UN Security Council threatens to amend sanctions on Liberian timber and diamonds, undermining peace in the region

(Press Release Issued by Global Witness)


The Perspective
Atlanta, Georgia

December 9, 2004

Liberia: UN Security Council threatens to amend sanctions on Liberian timber and diamonds, undermining peace in the region and further punishing war-torn Liberia and Côte d'Ivoire.

08/12/04: A briefing document released today by Global Witness (1) highlights the many links still remaining between Liberia's timber and diamond industries and regional instability, and concludes that lifting or otherwise weakening sanctions on Liberia will undermine peace and security in Liberia and neighbouring countries (2). 'Dangerous Liaisons: The ongoing relationship between Liberia's natural resource industries, arms trafficking and regional insecurity' details Liberia's lack of interior and border security and examines how lifting sanctions prematurely will result in an increase of armed ex-combatants, abusive logging company militias and criminal elements that will facilitate weapons trafficking and escalate cross-border violence. The Liberian government has also failed to implement basic reforms to ensure control over industry revenue. As such, the UN's own requirements for the lifting of sanctions have not been met, and any moves toward altering them will be in direct opposition to the expressed wishes of Liberian civil society (3).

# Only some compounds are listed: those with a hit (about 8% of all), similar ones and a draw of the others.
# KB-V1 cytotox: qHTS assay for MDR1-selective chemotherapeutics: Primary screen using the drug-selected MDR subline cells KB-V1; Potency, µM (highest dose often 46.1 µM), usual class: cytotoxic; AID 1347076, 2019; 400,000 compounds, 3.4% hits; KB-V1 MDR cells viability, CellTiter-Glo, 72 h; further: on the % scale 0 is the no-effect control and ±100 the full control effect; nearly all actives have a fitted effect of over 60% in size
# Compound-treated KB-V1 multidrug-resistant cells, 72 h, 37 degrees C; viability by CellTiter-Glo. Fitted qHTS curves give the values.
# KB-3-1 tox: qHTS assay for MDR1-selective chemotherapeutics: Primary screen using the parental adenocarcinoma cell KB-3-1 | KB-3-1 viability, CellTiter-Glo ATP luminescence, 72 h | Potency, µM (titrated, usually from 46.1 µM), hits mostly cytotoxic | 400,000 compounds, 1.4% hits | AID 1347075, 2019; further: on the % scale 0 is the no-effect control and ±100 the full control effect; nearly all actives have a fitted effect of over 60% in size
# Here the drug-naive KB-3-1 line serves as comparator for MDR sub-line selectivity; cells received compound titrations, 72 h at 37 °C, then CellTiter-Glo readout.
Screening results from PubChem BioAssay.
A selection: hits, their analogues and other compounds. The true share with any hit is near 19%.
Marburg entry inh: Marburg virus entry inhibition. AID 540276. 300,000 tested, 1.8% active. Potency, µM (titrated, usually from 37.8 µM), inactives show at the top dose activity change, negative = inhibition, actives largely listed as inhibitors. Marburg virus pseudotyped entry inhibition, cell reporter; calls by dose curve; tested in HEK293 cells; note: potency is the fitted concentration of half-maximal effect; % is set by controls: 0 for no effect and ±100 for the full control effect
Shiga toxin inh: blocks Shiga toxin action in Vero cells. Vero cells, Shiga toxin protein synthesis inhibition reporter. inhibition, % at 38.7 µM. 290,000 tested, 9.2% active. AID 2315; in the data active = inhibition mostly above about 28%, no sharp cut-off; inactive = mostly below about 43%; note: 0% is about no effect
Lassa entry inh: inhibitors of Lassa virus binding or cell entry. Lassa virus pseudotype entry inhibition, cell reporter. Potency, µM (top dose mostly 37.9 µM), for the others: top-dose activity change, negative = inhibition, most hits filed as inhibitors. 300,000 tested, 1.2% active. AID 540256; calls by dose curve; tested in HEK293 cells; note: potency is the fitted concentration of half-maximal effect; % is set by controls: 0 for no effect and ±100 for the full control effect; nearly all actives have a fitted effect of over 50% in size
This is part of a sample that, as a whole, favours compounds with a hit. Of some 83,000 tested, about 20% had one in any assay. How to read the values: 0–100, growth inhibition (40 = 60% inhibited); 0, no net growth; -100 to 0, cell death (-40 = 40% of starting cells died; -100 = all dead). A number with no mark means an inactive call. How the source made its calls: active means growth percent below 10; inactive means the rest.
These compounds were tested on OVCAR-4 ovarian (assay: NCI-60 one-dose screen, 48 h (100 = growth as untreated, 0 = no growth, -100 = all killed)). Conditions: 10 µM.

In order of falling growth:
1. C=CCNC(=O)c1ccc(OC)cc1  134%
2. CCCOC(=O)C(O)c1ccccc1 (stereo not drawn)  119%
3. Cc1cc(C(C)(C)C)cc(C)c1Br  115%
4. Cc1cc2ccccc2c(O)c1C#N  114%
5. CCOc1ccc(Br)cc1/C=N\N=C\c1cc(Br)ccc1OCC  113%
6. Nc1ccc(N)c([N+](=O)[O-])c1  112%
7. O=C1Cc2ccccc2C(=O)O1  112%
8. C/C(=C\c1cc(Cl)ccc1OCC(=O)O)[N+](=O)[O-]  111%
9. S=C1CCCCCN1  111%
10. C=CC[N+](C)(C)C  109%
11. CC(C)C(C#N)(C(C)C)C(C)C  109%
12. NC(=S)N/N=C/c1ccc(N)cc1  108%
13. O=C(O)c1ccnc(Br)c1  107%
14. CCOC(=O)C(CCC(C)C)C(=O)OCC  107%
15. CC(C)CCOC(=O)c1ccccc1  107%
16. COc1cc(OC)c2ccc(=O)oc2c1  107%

"Lifting sanctions now would invite the return of conflict to a war-weary Liberia and its neighbours, and we are concerned that some Council members are bartering with the region's future in exchange for political or economic interests," says Mike Lundberg, Global Witness Campaigner. The region has suffered greatly under brutality caused by an uncontrolled logging and diamond industry, with some industry elements having actively facilitated the civil wars in Liberia, Sierra Leone and Côte d'Ivoire (4). '

'Dangerous Liaisons' reports how regional peace remains fragile. The lack of oversight and control of failure of Liberia's borders and resource-rich areas allows armed ex-combatants and criminal elements to continue profiting from cross-border trafficking of weapons and natural resources. Moreover, the Disarmament, Demobilisation, Rehabilitation and Reintegration (DDRR) process, which is integral to regional efforts to end mercenary-fuelled violence, has collected fewer weapons than expected and has suffered from a lack of regional coordination. Insufficient training programmes for ex-combatants has caused some to resort to violence and extortion or to cross into Côte d'Ivoire to continue fighting there.
The Forestry Development Authority (FDA) does not have the capacity to manage current logging activities, and the Expert Panel says the FDA cannot properly account for industry revenue (5). The Liberian government also lacks control over its diamond producing areas and is not in compliance with the Kimberley Process. Liberia must demonstrate that it has the political will and capacity to enforce rigorous controls to meet Kimberley Process requirements and help ensure that diamonds no longer fuel conflict and terrorism.

"This is Liberia's best chance for peace in decades, and it is inconceivable that the Security Council would consider lifting sanctions on socio-economic grounds, when Liberia's own people are fighting to keep the sanctions in place," says Lundberg. The Security Council cannot deny the evidence of its own Expert Panel and Global Witness, nor the will of the Liberian people. "The situation is clear: the Council's own requirements for lifting sanctions have not been met, and restarting logging and diamond export now in their uncontrolled state will jeopardise regional security. Sanctions should not be lifted."